This incredible TV uses new LCD backlight technology to deliver the brightest HDR pictures ever seen from a consumer television.This backlight technology finds every one of more than 600 LEDs behind the screen outputting its own light, independently of its neighbours. It can even combine the light from clusters of LEDs to enhance the brightest picture elements without causing excessive light pollution in dark areas. The result of all this is a ground-breaking contrast range tailor made to cope HDR’s extreme demands.Sony’s Triluminos colour technology, meanwhile, works in tandem with the huge brightness potential to pump out colours that look both more vivid but also more natural than those of any rival screen. Detail levels are out of this world too, ramming home the benefits of 4K resolution, and the 65Z9D is the only 2016 Sony TV so far to include a dedicated HDR Game picture mode. This lets you play games through a reasonably low input lag figure of around 40ms (input lag being the time a TV takes to produce images after receiving image data).The 65Z9D isn’t perfect. Its sound is only average, its Android TV smart system is sluggish and buggy, and even its cutting-edge backlight can’t remove every trace of light ‘haloing’ in the most extreme areas of HFR contrast. For sheer unadulterated 4K HDR spectacle, though, there’s nothing else that can touch it.

 Samsung Q9F QLED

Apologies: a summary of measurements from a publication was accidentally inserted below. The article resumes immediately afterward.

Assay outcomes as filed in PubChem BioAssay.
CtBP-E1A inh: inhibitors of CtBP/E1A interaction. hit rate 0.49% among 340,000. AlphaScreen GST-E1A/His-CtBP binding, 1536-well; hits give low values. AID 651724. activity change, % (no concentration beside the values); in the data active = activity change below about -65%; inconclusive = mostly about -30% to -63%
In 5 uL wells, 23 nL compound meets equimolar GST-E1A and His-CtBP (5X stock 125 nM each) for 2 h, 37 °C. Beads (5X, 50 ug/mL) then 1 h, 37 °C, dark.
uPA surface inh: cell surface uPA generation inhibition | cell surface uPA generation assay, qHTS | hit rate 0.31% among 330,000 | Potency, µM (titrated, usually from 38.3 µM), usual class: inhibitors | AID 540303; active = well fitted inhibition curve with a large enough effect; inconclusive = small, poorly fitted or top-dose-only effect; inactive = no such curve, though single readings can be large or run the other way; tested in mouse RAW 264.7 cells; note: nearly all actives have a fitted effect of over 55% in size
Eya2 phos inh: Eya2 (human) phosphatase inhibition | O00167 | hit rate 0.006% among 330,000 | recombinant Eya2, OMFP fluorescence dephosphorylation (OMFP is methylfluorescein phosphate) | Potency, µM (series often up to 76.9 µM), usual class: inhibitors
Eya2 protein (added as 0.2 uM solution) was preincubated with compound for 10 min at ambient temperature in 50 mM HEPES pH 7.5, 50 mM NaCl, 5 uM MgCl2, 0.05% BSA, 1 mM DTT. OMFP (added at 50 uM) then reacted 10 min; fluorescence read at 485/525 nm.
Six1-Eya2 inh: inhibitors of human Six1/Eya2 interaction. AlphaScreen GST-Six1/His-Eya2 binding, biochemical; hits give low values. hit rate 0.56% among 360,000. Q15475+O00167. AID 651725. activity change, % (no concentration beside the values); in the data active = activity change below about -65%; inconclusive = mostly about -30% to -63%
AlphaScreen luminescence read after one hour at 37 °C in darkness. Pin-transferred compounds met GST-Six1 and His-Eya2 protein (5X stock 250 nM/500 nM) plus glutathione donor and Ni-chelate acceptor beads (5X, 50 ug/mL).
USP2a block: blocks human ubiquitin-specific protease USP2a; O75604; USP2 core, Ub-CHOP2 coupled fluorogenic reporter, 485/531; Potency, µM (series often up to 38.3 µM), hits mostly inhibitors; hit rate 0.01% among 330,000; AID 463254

Phenominally bright panels do wonders for HDR content

65-inch: Samsung QE65Q9FAM

Fantastic color levels
Very bright screen
HDR color banding can occur
Backlight clouding can be an issue

Samsung was the first brand to introduce an HDR-compatible screen back in 2015, but it’s not been resting on its haunches ever since.

Samsung’s latest flagship, the Q9F, is a perfect example of this. It ups the brightness to 1500 nits, 50% higher than the level required for UHD Premium certification, and the brightest TV we’ve ever tested.

Outside of an impressive-sounding number this brightness has a real impact on the set’s image quality. Detail is preserved in even the brightest areas of the image, and colors are exceptionally vivid and bright.

Even non-HDR content looks fantastic thanks to Samsung’s SDR upscaling technology.

No television is perfect, and the Q9F can occasionally suffer from some backlight clouding around bright objects. Additionally some settings cause colour striping with HDR, but minor flaws aside this is one of the best TVs around in 2017.


 Sony Bravia XE90 series

An fantastically sleek and capable set

49-inch: Sony Bravia KD-49XE9005 | 55-inch: Sony Bravia KD-55XE9005 |

65-inch: Sony Bravia KD-65XE9005

Excellent motion handling
Great contrast